• Once it is lined up against the wall, use the soldering iron to create a hole large enough for your charger to fit through it and connect to the female plug.

    • After the hole is created, use your wire strippers to expose the copper wires for the red and black cables of the Fem USB plug. NOTE: USB cables have four wires, Red, White, Green, Black. We are only concerned with the red and black cables (V+, V- respectively) because the white and green wires are used for carrying data.

    • Snip the green and white cables and wrap the ends with electrical tape as shown in the pictures above.
  • Part 2: Soldering the Components together

    • Next, lay-out, but not secure where your module will go inside the box

    • Trim your solar cell's cable to a proper length, allowing your box to be fully open while still being able to reach the leads of the module which you have laid out. (See pictures 2 and 3 above).

    • After both sets of cables are at a proper length, solder the cables to their corresponding leads. If you have never soldered before, do not worry, here is a great YouTube tutorial for through hole soldering techniques:
    • From the solar cell, solder your red (live) cable to the IN+ lead of the module (see picture 1 above)

    • Solder the black (ground) wire from the solar cell to the IN- lead

    • Next, solder the + wire of the plug to the OUT+ of the module.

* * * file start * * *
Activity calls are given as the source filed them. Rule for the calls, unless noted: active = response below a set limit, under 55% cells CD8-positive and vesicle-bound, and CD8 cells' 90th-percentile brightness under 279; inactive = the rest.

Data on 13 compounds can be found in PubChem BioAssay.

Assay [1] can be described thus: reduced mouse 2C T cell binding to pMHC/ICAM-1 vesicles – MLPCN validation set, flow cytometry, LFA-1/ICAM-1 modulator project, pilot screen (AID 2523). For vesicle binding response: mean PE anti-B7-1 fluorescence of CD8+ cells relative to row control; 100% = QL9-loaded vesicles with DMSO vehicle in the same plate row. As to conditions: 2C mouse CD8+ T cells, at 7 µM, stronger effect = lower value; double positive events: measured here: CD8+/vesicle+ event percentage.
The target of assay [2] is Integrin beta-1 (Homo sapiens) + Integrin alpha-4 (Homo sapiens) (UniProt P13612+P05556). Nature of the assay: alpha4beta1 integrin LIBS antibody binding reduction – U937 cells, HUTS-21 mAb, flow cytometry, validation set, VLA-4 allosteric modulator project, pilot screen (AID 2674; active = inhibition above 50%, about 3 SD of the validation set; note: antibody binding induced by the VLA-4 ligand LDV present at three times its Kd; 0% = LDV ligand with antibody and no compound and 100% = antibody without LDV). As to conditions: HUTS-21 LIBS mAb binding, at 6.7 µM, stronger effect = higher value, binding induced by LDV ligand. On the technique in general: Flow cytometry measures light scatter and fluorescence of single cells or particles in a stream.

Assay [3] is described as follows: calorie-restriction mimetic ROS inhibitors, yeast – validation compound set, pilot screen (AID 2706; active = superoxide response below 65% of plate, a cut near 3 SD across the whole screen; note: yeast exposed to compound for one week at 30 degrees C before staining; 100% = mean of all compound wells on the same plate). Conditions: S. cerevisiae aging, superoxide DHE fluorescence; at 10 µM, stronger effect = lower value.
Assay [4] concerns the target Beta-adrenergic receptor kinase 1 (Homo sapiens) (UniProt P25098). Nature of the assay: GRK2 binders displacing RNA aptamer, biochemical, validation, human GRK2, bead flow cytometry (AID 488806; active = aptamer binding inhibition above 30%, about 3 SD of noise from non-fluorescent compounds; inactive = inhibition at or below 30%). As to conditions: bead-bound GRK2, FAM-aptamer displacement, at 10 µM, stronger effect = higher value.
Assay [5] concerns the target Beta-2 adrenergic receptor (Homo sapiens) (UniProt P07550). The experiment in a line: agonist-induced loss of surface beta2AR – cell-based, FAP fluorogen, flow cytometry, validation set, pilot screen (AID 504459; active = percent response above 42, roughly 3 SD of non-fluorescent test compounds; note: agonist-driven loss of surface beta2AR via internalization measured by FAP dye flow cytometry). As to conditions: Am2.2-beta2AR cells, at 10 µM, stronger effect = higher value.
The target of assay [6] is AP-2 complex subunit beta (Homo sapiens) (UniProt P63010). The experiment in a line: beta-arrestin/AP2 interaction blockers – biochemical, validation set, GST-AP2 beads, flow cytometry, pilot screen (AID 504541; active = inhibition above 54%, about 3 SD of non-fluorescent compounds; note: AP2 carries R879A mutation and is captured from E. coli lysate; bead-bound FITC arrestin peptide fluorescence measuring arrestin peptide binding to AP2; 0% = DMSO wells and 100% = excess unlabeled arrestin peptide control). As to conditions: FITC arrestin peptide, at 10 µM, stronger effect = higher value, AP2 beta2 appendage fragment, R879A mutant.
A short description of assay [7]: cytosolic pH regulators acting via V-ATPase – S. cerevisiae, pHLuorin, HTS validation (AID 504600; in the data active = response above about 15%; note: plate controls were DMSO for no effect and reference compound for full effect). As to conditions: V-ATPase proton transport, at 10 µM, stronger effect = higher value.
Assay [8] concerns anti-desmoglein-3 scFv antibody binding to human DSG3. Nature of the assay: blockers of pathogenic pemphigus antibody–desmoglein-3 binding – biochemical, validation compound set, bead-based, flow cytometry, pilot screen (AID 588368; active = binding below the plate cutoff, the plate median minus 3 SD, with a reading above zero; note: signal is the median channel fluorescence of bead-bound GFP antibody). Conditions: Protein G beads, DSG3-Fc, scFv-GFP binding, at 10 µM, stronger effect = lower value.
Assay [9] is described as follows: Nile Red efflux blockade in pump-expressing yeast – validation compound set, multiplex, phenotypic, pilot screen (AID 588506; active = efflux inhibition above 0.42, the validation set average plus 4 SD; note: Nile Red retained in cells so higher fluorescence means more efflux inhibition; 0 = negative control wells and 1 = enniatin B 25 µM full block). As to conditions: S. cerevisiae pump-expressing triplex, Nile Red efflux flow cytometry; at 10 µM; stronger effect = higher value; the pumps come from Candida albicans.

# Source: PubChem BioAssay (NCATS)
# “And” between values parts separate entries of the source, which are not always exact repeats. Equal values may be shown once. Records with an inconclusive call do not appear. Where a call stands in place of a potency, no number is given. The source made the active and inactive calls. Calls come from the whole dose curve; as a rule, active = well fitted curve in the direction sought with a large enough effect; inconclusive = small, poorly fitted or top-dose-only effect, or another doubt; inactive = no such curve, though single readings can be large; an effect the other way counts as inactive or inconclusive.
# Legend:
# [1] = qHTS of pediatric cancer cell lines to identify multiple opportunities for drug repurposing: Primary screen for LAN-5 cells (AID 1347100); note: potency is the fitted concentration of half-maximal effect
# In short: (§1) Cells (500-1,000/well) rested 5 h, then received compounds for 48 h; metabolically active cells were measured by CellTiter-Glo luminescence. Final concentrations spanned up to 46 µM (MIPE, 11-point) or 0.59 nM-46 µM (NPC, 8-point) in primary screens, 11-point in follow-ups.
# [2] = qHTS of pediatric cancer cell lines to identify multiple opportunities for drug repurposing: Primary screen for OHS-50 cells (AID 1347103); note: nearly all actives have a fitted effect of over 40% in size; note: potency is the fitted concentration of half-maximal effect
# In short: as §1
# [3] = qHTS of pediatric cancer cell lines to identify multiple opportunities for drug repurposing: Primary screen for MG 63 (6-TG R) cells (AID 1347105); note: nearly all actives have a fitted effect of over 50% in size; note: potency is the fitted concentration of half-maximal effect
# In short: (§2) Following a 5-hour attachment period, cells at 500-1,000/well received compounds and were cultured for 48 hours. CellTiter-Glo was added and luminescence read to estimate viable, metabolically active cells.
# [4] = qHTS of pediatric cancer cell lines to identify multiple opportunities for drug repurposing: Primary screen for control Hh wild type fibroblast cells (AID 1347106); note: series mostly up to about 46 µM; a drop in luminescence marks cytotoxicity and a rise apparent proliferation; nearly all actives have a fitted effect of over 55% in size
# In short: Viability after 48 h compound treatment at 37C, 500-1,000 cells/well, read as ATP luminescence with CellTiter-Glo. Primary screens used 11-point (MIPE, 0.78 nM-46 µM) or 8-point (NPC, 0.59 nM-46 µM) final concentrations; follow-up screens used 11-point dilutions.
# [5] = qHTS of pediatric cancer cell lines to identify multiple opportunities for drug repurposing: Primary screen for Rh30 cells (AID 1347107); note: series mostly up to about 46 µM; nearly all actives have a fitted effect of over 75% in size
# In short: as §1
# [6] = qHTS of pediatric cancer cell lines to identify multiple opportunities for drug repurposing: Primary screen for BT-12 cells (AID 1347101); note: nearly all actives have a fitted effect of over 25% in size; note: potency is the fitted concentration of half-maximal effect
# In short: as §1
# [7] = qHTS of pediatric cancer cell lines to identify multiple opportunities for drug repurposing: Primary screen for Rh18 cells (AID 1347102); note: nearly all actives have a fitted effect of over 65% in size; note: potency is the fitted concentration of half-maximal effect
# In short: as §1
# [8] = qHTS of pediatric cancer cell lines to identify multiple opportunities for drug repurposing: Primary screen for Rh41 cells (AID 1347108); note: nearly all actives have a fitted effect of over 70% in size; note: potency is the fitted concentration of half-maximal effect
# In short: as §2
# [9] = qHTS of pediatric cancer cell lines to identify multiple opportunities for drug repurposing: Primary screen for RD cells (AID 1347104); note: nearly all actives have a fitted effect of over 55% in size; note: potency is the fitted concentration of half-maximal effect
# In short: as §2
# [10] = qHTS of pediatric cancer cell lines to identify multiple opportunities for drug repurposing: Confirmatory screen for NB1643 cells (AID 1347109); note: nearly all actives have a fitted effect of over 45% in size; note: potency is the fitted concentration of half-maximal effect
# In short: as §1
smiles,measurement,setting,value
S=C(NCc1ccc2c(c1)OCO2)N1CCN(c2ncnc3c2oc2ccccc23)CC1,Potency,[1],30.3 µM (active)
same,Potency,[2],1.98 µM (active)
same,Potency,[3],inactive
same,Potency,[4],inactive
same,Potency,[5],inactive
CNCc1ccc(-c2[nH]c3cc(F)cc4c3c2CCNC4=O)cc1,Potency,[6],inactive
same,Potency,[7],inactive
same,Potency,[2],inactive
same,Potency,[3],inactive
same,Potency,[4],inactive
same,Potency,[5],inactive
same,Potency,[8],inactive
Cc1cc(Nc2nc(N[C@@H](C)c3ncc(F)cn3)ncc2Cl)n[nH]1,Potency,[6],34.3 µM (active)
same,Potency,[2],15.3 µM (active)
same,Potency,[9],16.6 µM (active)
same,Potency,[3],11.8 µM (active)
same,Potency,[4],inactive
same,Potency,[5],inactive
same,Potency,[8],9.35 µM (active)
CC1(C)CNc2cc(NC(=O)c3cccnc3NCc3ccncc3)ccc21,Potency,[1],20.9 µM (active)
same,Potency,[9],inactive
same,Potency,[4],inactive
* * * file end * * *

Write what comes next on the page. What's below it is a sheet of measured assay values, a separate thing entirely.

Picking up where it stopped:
• Lastly, solder the - wire to the OUT- lead of the module.

NOTE: It will be exponentially easier to do your soldering BEFORE you mount the components inside the box (as you can see from my burn marks on the inside of the sidewall)

  • Part 3: Secure all components to the box

    • Optionally mount the standing pegs to the module to raise it off of the surface of the box

    • Glue the female plug in its correct orientation and placement in the box with the plug opening facing the hole

    • Glue the module in place

    • Make sure the cable from the solar cell does not get in the way of the lid of the box when it opens/closes

Step 7: Finishing Touches

Picture of Finishing Touches
  • For all the glamour, I used(wasted) a breadboard to act as a wall/barrier between the electrical components and the rest of the housing to incorporate a tech feel within the box. The breadboard fit perfectly so I lucked out in this case. You do not need a barrier, but if you want one, you can use just about anything you get your hands on.

  • Since this is a cigar box and it was a gift, I also loaded it up with cigars, a cutter, and a Hula girl bottle opener, the perfect travelling Dad box.

  • My last and final test was the field test -->

Step 8: Field Test

Picture of Field Test
  • For my field test, I brought the box, fully assembled, outside on a sunny day.

  • Luckily my brother's phone was low on battery and I had his phone and charger in hand

  • As you can see from the pictures, not only does the box look great, but it also works. (Notice the lightning bolt designated for charging on the phone)

  • I was very happy with this build and I hope that you can use this guide to create your own work of tech and art. If you have any questions, please feel free to comment and I will get back to you at my earliest availability. Thank you and enjoy!!!

Comments

EdgardoD6 (author)2016-10-20

nice idea!

jmac16 (author)EdgardoD62016-10-21

Thank you!

Thenow (author)2016-10-20

What a great idea! How long until the phone is fully charged?

jmac16 (author)Thenow2016-10-20

Thanks! And I'm not too sure, haven't done a full charge from 0% to 100% but I would say between 1 and 2 hours? Sorry!

jmac16 (author)jmac162016-10-20

and that 1-2 hour time frame is with the charger in direct sunlight the entire time